Xueguang Zhou

Photo of Xueguang Zhou

Xueguang Zhou, PhD

  • Senior Fellow at the Freeman Spogli Institute for International Studies
  • Kwoh-Ting Li Professor in Economic Development
  • Professor of Sociology
  • Graduate Seminar Professor at the Stanford Center at Peking University, June and July of 2014
  • Faculty Affiliate at the Stanford Center on China's Economy and Institutions

Shorenstein APARC
Stanford University
Encina Hall, E301
Stanford, CA 94305-6055

(650) 725-6392 (voice)
(650) 723-6530 (fax)


Xueguang Zhou is the Kwoh-Ting Li Professor in Economic Development, a professor of sociology, and a Freeman Spogli Institute for International Studies senior fellow. His main area of research is on institutional changes in contemporary Chinese society, focusing on Chinese organizations and management, social inequality, and state-society relationships.

One of Zhou's current research projects is a study of the rise of the bureaucratic state in China. He works with students and colleagues to conduct participatory observations of government behaviors in the areas of environmental regulation enforcement, in policy implementation, in bureaucratic bargaining, and in incentive designs. He also studies patterns of career mobility and personnel flow among different government offices to understand intra-organizational relationships in the Chinese bureaucracy.

Another ongoing project is an ethnographic study of rural governance in China. Zhou adopts a microscopic approach to understand how peasants, village cadres, and local governments encounter and search for solutions to emerging problems and challenges in their everyday lives, and how institutions are created, reinforced, altered, and recombined in response to these problems. Research topics are related to the making of markets, village elections, and local government behaviors.

His recent publications examine the role of bureaucracy in public goods provision in rural China (Modern China, 2011); interactions among peasants, markets, and capital (China Quarterly, 2011); access to financial resources in Chinese enterprises (Chinese Sociological Review, 2011, with Lulu Li); multiple logics in village elections (Social Sciences in China, 2010, with Ai Yun); and collusion among local governments in policy implementation (Research in the Sociology of Organizations, 2011, with Ai Yun and Lian Hong; and Modern China, 2010).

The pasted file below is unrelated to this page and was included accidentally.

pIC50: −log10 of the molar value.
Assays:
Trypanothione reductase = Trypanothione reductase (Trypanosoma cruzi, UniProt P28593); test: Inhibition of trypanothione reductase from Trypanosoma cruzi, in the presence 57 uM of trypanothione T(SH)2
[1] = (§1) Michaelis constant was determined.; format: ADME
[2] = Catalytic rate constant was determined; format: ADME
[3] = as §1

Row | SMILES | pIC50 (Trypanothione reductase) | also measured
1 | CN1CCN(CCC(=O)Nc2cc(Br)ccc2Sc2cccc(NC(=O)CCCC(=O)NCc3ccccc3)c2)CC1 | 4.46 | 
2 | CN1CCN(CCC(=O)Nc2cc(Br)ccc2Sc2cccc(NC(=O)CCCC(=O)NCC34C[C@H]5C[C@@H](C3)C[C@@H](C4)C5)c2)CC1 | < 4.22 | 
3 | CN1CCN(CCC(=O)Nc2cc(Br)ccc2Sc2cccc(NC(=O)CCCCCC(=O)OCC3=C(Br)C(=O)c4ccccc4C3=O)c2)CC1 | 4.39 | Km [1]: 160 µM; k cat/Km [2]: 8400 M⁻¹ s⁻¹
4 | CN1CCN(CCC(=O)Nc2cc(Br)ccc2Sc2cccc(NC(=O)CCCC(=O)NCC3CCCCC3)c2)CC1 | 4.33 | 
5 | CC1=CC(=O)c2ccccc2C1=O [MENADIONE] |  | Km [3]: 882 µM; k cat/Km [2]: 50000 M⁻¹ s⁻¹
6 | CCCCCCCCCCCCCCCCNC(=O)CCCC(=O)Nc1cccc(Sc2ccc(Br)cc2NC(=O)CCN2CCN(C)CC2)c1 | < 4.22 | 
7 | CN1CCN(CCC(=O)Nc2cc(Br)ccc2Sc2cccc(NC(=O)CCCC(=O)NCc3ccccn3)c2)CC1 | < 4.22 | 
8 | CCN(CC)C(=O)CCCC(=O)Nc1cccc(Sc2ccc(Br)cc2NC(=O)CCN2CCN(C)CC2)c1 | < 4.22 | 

Before joining Stanford in 2006, Zhou taught at Cornell University, Duke University, and Hong Kong University of Science and Technology. He is a guest professor at Peking University, Tsinghua University, and the People's University of China. Zhou received his Ph.D. in sociology from Stanford University in 1991.


Working Papers
November 2011

Modes of Governance in the Chinese Bureaucracy: A “Control Rights” Theory

cover link Modes of Governance in the Chinese Bureaucracy: A “Control Rights” Theory

Current research

In The News

Portrait of Xueguang Zhou and 3D mockup cover of his book, 'The Logic of Governance in China'

Stanford Sociologist Unveils How China Is Governed

In a new book, Stanford sociologist and APARC faculty Xueguang Zhou offers a unified theoretical framework to explain how China's centralized political system maintains governance and how this process produces obstacles to professionalism, bureaucratic rationalism, and the rule of law.
cover link Stanford Sociologist Unveils How China Is Governed
Headshot for Xueguang Zhou

Faculty Spotlight: Xueguang Zhou

cover link Faculty Spotlight: Xueguang Zhou